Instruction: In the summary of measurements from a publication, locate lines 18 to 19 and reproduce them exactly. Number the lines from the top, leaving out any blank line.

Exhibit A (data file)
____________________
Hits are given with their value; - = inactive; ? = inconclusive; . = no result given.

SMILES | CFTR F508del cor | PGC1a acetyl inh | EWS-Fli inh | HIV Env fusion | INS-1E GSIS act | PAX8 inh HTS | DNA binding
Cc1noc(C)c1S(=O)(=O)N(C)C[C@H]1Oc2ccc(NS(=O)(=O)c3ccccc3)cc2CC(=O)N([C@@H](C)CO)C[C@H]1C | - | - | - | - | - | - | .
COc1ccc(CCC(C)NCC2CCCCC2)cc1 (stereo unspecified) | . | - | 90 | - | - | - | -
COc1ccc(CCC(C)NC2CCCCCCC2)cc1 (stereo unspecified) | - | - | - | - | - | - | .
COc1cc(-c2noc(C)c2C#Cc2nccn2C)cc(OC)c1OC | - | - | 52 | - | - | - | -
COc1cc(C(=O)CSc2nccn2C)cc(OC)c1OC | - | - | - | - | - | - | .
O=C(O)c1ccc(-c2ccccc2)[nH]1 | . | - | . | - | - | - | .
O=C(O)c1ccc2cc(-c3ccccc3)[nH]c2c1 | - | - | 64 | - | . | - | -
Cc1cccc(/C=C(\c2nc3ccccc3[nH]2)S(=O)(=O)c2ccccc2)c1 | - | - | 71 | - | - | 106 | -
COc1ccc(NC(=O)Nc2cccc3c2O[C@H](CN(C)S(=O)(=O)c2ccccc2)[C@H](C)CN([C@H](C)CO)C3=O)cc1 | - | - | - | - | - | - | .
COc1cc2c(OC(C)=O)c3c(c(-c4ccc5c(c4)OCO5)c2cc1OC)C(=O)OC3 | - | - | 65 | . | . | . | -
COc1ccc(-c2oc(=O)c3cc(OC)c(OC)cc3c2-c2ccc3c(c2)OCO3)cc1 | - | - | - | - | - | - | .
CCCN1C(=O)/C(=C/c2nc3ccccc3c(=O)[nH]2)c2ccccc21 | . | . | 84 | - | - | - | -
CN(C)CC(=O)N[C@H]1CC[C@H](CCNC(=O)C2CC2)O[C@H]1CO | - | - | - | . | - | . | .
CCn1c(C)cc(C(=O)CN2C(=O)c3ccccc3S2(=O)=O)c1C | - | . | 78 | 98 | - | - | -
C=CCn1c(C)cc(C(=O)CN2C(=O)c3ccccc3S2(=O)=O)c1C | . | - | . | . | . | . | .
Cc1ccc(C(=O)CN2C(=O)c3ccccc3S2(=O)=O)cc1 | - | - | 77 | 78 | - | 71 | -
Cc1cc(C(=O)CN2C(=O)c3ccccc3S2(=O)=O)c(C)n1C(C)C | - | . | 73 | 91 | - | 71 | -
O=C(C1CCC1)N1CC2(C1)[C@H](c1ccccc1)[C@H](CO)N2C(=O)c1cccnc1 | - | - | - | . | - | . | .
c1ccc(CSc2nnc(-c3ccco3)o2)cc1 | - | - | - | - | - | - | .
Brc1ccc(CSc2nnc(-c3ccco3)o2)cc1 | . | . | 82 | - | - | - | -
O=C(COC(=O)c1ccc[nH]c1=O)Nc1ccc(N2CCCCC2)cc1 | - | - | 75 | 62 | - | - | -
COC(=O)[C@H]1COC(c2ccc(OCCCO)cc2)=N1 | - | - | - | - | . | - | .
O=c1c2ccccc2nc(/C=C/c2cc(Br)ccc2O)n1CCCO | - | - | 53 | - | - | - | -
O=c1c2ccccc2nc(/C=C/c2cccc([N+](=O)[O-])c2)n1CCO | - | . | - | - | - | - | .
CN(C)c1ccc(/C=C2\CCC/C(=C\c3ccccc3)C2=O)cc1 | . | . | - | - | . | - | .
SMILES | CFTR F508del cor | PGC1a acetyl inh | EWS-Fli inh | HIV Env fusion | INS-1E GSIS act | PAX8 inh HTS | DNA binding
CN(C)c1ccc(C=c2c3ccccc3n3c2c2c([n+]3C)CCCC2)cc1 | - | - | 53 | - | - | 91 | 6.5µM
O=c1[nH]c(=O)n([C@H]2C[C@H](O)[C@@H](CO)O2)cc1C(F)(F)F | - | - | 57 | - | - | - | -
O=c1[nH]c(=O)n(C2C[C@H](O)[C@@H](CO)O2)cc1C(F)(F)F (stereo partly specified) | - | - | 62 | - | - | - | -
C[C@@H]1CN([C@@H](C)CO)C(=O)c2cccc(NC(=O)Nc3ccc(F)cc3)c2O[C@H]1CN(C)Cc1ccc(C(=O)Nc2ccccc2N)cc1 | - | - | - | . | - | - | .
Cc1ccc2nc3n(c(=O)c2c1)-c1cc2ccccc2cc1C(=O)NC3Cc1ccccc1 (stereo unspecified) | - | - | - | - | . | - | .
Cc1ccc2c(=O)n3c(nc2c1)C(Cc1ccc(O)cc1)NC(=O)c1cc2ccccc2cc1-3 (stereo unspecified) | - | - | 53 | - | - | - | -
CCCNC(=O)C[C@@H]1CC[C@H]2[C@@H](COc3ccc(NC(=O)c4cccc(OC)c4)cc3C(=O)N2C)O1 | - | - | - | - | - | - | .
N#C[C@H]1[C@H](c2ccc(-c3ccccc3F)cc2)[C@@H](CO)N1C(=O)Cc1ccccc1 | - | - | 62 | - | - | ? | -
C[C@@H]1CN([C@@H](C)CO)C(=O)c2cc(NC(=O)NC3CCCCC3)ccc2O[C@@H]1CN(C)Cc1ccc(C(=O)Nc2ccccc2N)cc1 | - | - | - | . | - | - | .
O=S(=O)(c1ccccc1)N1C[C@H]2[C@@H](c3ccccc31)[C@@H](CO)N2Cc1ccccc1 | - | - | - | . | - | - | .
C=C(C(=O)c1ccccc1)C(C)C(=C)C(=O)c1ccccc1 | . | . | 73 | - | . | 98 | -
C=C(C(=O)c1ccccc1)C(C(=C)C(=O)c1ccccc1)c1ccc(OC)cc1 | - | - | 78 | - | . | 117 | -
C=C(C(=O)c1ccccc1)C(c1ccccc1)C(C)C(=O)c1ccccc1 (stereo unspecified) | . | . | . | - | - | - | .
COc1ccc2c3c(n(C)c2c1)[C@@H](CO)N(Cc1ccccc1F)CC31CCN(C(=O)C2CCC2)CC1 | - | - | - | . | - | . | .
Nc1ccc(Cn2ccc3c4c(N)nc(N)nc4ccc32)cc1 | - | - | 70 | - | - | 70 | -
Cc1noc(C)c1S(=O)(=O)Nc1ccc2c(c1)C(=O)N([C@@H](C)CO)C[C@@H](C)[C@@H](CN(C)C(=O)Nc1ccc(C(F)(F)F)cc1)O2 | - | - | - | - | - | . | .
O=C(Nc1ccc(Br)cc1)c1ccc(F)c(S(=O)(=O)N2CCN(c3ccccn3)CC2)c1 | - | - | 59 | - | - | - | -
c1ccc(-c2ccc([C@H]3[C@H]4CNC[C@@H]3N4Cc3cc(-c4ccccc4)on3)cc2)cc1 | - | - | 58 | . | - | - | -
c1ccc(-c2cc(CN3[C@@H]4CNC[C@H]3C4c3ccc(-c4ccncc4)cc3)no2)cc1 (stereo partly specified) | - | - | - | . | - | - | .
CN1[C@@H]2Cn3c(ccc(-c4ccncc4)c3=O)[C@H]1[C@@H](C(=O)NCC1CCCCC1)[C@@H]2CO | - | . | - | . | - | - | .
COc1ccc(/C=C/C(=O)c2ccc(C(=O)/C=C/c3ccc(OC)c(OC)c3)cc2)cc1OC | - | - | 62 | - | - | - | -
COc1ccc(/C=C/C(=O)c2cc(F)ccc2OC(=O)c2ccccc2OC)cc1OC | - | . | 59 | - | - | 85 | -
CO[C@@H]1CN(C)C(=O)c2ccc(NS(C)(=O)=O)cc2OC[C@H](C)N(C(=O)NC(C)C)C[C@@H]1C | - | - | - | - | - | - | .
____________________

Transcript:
Cc1ccc(C(=O)CN2C(=O)c3ccccc3S2(=O)=O)cc1 | - | - | 77 | 78 | - | 71 | -
Cc1cc(C(=O)CN2C(=O)c3ccccc3S2(=O)=O)c(C)n1C(C)C | - | . | 73 | 91 | - | 71 | -